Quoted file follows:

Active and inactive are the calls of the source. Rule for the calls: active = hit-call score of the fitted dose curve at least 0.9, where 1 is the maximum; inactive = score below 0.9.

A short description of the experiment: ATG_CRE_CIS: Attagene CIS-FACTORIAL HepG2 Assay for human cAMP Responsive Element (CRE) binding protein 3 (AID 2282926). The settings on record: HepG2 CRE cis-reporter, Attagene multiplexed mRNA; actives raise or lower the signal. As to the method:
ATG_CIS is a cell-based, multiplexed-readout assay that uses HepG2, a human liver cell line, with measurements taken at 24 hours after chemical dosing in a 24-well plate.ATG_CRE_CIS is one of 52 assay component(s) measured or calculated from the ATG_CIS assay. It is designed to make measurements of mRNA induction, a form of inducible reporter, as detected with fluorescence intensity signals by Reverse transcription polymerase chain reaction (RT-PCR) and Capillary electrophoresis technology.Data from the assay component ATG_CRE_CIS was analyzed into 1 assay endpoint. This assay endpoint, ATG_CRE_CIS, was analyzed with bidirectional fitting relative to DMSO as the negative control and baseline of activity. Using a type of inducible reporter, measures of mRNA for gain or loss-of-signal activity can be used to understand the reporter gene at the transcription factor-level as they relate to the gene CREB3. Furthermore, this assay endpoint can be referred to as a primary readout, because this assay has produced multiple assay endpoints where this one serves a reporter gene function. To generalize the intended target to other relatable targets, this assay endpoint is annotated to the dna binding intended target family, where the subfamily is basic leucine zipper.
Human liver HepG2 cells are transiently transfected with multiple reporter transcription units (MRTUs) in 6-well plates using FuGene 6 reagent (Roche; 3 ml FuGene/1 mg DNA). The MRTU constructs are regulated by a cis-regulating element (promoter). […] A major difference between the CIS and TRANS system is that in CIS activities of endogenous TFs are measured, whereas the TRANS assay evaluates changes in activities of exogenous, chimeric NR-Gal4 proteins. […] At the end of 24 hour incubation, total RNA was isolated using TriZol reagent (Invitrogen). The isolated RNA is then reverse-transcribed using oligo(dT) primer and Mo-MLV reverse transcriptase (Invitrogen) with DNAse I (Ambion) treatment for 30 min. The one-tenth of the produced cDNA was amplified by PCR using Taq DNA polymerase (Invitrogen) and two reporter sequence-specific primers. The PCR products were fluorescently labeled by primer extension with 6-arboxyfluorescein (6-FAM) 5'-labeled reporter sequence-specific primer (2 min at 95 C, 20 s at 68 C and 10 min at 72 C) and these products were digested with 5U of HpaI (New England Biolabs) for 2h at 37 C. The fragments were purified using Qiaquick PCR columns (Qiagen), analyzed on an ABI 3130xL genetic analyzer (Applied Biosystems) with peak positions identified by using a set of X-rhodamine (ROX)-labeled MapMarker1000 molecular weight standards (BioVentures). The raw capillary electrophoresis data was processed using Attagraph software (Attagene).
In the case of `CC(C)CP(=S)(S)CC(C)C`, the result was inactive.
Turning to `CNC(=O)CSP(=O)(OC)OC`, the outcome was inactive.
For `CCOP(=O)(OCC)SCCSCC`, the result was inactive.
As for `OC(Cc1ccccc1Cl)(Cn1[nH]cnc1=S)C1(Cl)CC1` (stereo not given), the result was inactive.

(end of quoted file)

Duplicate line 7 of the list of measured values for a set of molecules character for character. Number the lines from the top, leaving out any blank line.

For `CCOP(=O)(OCC)SCCSCC`, the result was inactive.